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Poverty in NJ: officially, 10.4% (but really almost 25%)

NJSpotlight, Sept. 9, 2013
Poverty has risen in New Jersey to its highest level since the 1950s, according to a new report by the Legal Services of New Jersey’s Poverty Research Institute. The report indicates that even though the Great Recession officially ended in 2009, poverty continues to rise in New Jersey and in 2011 was 10.4 percent statewide.
The counties with the highest poverty rates are Essex, Passaic, Hudson, and Cumberland, with rates ranging from 17.6 percent (Essex) to 16.1 percent (Cumberland.) Hunterdon has the lowest poverty rate at 4 percent, but it jumped from 3.8 percent. Somerset and Morris counties also have rates below 5 percent.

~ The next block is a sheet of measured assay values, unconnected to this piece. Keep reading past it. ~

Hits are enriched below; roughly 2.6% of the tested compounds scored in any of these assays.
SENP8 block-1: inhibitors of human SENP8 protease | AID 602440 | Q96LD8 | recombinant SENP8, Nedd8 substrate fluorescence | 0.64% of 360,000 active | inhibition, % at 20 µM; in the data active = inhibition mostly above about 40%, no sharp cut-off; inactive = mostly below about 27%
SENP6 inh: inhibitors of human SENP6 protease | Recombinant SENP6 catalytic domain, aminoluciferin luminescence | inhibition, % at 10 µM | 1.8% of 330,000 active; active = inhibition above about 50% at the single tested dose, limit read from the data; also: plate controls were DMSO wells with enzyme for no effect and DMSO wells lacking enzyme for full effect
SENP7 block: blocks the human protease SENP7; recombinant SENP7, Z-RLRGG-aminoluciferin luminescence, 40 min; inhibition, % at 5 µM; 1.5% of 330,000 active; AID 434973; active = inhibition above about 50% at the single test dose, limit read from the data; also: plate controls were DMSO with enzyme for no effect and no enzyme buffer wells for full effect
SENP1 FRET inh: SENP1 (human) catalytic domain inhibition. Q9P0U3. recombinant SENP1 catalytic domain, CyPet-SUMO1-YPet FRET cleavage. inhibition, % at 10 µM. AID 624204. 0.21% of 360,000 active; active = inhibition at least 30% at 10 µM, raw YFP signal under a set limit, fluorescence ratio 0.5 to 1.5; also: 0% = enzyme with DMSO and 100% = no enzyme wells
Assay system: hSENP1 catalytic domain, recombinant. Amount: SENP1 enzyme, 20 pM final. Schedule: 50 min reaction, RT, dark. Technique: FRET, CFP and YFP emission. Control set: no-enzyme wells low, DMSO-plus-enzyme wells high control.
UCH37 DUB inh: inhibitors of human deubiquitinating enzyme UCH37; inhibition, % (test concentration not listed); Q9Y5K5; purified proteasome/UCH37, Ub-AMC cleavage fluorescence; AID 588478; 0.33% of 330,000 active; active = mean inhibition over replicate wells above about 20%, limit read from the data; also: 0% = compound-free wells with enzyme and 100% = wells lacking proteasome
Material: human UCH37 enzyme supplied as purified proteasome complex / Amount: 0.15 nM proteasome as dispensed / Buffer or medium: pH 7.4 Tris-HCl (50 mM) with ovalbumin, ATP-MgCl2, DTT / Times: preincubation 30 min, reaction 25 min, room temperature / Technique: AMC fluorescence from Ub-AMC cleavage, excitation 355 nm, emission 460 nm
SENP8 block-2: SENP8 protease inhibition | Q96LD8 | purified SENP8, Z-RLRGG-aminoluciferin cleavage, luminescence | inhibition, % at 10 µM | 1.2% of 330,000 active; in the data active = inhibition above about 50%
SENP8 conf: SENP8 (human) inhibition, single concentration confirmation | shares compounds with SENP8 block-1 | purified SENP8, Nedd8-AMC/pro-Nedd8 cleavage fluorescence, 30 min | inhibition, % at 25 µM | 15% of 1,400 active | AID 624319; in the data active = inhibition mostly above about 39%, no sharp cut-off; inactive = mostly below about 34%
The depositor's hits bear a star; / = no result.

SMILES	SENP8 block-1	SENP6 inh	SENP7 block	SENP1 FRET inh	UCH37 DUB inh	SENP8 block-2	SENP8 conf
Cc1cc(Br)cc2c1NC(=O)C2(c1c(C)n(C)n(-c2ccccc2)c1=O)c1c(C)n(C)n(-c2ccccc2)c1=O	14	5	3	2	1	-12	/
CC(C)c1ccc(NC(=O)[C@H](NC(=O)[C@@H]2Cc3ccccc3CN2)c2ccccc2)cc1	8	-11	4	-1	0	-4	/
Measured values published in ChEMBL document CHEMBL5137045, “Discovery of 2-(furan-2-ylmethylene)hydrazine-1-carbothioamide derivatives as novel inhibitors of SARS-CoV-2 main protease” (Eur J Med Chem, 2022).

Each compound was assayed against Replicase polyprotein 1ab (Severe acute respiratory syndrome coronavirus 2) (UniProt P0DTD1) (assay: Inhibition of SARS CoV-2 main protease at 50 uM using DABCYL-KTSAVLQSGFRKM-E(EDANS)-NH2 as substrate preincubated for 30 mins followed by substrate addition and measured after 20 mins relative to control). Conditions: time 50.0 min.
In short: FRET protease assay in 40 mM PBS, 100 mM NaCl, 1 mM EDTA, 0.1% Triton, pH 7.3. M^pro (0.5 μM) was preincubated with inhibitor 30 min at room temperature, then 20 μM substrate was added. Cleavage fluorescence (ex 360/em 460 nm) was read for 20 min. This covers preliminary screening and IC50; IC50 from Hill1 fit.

The high rate of poverty is particularly troubling, according to the report, since the federal poverty line does not take into account the high cost of living in New Jersey. A better indication of poverty, the LSNJ argues, is living below 200 percent of the federal poverty line. Sadly, that is nearly 25 percent of New Jerseyans.

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